competitive in terms of qualifications; and, fourth, because the number of foreign and other migrant
workers in Germany and to some extent Austria is increasing and unemployment remains relatively high.
The work offered by McDonald's may have some positive elements, but workers are often choosing
employment at McDonald's in the context of having few other attractive options. Almost regardless of
what people think of the work itself, working at McDonald's could be said to offer advantages for some
employees who want flexible hours and are engaged in other activities and responsibilities. For those
marginalised in the labour market who have few chances of a job elsewhere, McDonald's offers much
needed work.
However, the employees' dependence on McDonald's and/or their tendency to see their employment as a
short-term strategy makes them vulnerable to management manipulation. Those with minimum interest
simply leave if they do not like it, and this is clearly reflected in high labour turnover. !erhaps they are
attracted by the combination of fairly secure employment, familiar 'family' surroundings created by a
highly paternalistic approach to management and lots of employees of similar age or temperament. This
may help to explain how the corporation sometimes retains individuals who could probably obtain better
paid and more skilled work elsewhere. As (1986) puts it, it is 'recruiting as means of control'. As already
suggested, however, whether this is a deliberate 'strategy' or something else is not clear (, 1994).
The employment relationship at McDonald's is managed by a complete spectrum of controls, from simple,
direct and bureaucratic controls to the management of subjectivity. At one end of the spectrum, restaurant
managers are disciplined to accept tough work schedules and must prove themselves 'up to the
challenge' of punishing schedules. Long hours and loyalty are locked in, with young managers being
persuaded not only to accept as the norm many hours of unpaid work but also to gain a perverse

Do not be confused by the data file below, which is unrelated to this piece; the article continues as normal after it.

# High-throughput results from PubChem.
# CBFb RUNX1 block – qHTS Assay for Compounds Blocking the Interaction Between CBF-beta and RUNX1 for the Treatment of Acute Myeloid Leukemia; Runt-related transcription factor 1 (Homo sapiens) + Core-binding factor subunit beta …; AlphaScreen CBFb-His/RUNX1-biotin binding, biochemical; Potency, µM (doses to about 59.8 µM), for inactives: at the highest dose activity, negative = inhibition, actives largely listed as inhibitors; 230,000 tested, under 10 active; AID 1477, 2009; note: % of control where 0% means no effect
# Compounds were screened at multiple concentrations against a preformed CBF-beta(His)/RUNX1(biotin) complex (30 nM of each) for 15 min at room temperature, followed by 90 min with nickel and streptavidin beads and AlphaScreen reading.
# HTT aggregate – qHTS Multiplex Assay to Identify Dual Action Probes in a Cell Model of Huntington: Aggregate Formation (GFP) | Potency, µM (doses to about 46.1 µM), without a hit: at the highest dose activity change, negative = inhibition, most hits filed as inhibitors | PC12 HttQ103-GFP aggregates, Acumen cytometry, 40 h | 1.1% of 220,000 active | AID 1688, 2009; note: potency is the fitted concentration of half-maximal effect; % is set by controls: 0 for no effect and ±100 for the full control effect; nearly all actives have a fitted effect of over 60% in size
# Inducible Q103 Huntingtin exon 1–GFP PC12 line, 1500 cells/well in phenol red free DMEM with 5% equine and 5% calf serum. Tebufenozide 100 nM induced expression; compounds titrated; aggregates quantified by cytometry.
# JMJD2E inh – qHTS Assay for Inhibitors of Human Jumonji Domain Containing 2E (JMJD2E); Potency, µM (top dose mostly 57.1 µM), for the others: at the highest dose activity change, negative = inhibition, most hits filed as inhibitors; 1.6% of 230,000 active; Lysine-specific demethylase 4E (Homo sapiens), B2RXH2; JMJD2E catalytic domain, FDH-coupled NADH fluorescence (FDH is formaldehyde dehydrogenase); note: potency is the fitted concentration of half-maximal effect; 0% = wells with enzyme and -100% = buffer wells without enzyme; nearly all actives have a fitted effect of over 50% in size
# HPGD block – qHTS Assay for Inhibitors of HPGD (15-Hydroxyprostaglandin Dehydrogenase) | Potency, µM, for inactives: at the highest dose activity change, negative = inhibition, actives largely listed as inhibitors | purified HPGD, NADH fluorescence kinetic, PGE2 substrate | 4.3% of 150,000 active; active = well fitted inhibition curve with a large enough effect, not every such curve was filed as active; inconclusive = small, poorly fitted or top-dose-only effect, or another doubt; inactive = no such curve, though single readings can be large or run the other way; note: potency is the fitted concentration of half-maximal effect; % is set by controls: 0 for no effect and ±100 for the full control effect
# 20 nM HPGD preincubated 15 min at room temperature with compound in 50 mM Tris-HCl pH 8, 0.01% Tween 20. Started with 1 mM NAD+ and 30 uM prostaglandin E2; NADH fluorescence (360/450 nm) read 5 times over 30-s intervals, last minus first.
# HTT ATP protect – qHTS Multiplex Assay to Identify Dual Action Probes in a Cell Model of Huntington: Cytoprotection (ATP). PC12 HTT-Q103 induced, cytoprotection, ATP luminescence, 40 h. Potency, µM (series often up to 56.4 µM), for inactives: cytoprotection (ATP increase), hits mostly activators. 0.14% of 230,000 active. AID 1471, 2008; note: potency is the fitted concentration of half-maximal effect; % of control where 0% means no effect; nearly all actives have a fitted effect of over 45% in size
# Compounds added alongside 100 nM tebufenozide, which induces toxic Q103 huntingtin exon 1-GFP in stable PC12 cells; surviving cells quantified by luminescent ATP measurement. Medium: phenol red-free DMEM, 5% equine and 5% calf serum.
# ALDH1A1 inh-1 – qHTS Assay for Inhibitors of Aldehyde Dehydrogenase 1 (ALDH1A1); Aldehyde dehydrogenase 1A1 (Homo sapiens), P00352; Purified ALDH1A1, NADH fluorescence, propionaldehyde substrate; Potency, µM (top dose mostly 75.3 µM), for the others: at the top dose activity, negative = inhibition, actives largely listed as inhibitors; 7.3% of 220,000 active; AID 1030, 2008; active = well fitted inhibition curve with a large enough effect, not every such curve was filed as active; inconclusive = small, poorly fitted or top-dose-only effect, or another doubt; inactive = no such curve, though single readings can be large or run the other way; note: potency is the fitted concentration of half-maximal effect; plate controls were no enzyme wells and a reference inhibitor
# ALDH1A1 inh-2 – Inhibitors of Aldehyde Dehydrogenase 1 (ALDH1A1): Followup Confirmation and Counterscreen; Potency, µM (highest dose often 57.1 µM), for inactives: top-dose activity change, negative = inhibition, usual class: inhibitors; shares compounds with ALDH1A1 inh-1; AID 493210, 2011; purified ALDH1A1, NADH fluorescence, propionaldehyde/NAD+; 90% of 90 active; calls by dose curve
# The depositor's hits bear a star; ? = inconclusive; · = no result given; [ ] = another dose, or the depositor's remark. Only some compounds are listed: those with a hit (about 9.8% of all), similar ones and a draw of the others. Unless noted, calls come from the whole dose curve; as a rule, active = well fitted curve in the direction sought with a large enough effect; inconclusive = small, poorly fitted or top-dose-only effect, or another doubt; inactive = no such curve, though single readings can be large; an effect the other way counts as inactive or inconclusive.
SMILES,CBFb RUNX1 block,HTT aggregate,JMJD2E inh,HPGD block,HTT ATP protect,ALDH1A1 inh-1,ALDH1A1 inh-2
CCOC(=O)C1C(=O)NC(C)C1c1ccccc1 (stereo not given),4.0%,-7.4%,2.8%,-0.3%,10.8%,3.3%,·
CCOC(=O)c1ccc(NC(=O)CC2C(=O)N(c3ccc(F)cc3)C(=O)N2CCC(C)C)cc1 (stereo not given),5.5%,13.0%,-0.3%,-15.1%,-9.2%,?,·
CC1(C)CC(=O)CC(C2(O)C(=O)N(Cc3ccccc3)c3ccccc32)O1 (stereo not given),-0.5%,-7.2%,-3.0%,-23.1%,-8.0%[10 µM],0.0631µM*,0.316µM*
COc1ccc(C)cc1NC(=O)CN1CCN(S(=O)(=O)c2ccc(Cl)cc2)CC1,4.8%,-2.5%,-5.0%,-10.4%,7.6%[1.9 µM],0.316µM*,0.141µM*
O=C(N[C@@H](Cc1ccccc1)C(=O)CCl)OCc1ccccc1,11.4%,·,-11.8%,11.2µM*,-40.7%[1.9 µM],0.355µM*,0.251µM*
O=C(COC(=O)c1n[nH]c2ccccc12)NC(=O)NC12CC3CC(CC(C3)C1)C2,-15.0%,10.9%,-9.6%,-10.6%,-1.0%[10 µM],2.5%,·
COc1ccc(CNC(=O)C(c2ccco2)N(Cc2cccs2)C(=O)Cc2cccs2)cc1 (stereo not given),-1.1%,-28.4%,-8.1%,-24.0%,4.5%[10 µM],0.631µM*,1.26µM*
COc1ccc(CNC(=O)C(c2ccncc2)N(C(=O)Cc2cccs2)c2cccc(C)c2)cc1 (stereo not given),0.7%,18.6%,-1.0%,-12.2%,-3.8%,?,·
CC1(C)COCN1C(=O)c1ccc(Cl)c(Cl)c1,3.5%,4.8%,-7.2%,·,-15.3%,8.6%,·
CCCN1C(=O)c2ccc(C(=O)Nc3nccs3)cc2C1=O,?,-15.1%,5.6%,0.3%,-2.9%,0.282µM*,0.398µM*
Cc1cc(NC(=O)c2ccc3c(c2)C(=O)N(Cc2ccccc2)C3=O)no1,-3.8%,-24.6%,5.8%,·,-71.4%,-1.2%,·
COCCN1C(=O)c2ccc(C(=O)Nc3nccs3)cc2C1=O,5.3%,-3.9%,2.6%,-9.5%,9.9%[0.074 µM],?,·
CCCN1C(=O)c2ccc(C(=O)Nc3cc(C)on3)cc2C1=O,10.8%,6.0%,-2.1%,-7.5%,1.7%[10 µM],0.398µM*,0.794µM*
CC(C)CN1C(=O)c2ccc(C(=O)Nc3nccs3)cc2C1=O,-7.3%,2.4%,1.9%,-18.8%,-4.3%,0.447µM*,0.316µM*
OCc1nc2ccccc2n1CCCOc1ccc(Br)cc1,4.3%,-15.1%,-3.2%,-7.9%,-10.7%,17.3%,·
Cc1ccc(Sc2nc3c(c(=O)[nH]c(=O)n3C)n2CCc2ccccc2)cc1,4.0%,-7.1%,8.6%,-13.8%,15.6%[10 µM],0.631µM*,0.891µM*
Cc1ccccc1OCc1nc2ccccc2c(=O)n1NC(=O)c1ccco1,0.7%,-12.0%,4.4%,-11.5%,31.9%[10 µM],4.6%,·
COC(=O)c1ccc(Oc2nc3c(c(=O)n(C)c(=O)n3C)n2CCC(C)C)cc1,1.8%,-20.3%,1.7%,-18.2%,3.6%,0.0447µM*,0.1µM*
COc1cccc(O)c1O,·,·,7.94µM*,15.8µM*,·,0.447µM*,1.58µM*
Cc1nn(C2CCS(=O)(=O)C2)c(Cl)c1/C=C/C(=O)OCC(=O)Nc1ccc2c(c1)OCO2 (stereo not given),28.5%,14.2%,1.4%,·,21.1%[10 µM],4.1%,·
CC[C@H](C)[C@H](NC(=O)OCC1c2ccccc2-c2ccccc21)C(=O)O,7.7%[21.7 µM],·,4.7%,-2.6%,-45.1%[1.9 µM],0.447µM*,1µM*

satisfaction from surviving these tough and uncompromising work routines. n addition, young managers
who may or may not get similar 'opportunities' elsewhere in the labour market are romanced by offers of
promotion and career development. At the other end of the spectrum, more direct methods are used to
maintain control. However, this still leaves unanswered the question of how the corporation has managed
to sustain the uniformity of its employee relations practices despite major differences across societal
cultures.
I% strategy of McDonald`s
Technology is playing a vital role in McDonald's plans to lure more customers into its 1,230 UK fast food
restaurants - as well as driving cost savings and operational efficiency across the organization. McSalads
are not the only new things on the menu, as the company is also introducing wireless networking,
!layStation 2 video games consoles, internet terminals, flat screen televisions and music videos into its
revamped stores computing - nsight for T leaders Claim your free subscription today. t's about offering
customers more choice and making the restaurants more relevant. McDonald's head of management
information systems told omputing. No one single thing will attract customers, but by offering healthier
food options, new decor, entertainment and internet access, people will choose McDonald's over other
restaurants.

The company is introducing BT Openzone WiFi hotspots into 561 drive-thru stores, fixed-line internet
terminals from Datavision, !layStations and specially adapted web-based games for children. The WiFi
roll out is running ahead of schedule, with 350 stores already available for passing business people.
Strategy this year is to attract business users. The hotspots will allow businessmen to check email,
access the internet and download presentations while having something to eat and drink.

n addition to attracting customers, McDonald's is hoping to cash in by forming revenue sharing